- courtesy of queen city brewery
- Phil Kaszuba (right) and friends
Two weeks ago, Queen City Brewery (703B Pine Street, queencitybrewery.com) sprang to life in Burlington's South End after a lengthy incubation period. Helmed by a group of longtime home-brewers-in-arms, the space represents the culmination of two years' work, but the story goes back at least two decades. Co-owner Paul Hale says he's been home brewing since 1986 and met his partners years ago at Green Mountain Mashers, a local home brewing club. "I've been thinking about doing this for over 20 years," Hale says.
So Queen City's repertoire runs deep. On Pine Street, Hale and partners Paul Held, Phil Kaszuba, and Maarten and Sarah van Ryckevorsel are producing 18 barrels at a time of Old World ales and lagers, making Queen City the latest brewery to break away from the hop-heavy trend that dominated Vermont brewing until very recently. "We're not leaning toward making the next double IPA or anything like that," Hale says.
Instead, Hale and company pour a selection of beers harking to places like England (hello, ESB), Cologne (yes, Kölsch) and Antwerp (Belgian-style blond and amber ales are in the brewery's initial selection).
"We want to make traditional beer that fits the style for what it is," Hale says. The brewers try to replicate old recipes as exactly as they can: When brewing a Belgian beer, lace it with yeast from Antwerp. For a Yorkshire-style ESB, the yeast is British, the malt Scottish. Queen City brewers even adjust the water for maximum regional appropriateness. "We're very fortunate here because Burlington's water is very soft," Hale says. "So you can just add [minerals] to it," rather than having to filter things out.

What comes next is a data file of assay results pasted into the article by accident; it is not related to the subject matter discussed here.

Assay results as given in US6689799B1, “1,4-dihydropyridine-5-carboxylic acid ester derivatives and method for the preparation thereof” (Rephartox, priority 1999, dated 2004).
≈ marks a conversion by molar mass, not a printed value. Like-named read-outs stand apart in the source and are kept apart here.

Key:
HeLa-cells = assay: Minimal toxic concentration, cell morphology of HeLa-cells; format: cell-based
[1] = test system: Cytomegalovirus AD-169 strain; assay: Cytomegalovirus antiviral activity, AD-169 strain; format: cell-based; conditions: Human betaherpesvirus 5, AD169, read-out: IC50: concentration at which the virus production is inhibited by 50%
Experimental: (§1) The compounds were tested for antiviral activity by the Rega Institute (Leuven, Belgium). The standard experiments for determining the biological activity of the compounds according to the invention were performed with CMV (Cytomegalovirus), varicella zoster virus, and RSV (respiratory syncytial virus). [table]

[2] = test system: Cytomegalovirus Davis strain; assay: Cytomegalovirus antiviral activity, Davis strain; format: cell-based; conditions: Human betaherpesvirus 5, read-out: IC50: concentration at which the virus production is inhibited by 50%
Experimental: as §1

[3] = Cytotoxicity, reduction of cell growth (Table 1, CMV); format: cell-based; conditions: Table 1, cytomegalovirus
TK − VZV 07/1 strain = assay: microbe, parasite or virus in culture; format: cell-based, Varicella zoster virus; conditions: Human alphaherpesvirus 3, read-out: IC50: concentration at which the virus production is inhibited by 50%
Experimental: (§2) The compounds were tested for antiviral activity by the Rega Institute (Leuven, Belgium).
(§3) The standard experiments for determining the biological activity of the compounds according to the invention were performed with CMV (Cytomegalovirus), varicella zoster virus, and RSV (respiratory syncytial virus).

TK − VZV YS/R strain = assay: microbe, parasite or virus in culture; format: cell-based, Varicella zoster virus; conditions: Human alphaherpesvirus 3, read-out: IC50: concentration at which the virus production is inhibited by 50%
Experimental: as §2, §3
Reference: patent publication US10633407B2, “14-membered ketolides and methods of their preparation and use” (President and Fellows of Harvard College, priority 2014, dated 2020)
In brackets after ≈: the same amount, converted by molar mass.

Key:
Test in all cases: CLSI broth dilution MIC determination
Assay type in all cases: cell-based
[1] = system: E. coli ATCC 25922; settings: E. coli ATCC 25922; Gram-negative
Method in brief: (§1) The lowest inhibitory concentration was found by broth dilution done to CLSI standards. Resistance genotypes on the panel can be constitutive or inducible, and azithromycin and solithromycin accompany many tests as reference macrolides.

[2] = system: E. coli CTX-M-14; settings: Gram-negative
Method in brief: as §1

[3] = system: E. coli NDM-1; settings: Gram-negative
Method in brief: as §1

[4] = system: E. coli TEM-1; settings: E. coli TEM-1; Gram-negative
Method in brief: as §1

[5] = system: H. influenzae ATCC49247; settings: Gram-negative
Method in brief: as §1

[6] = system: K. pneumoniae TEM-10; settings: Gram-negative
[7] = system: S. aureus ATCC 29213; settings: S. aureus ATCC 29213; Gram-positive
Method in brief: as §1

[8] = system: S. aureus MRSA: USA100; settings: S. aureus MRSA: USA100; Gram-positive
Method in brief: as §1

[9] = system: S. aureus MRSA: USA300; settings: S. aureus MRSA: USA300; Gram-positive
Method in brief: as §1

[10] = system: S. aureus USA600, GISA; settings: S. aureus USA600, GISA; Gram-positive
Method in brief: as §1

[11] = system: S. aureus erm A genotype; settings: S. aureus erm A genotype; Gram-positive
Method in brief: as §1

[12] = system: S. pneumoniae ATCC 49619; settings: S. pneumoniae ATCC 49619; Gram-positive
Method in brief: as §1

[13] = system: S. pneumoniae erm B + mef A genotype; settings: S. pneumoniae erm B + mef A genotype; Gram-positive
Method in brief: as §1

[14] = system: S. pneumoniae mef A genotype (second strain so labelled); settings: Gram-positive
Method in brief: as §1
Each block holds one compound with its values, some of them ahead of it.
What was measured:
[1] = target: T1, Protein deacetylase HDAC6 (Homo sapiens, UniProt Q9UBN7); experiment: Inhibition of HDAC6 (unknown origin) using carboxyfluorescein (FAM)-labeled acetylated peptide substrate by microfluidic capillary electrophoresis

If that sounds complicated, it's natural enough for this crowd: Hale holds a PhD in chemistry from Northwestern University, and partner Held matches that with a degree in molecular biology. "We're a pretty nerdy bunch," Hale says with a laugh, adding that they're happy to bring a little science into the brew haus to give Vermont something fresh. "[St. Amandus, named for the patron saint of brewers] is basically the beer of Antwerp, and you can't get it fresh here," he says.
Queen City is changing that, with an eye toward quality. "We want to make classic beer styles that are harder to find, and do it well," Hale says. Find the beers at the brewery on Friday, Saturday and Sunday afternoons, on draft at a few Burlington restaurants in the coming week, and at the Vermont Brewers Festival July 18 and 19 on the Burlington Waterfront.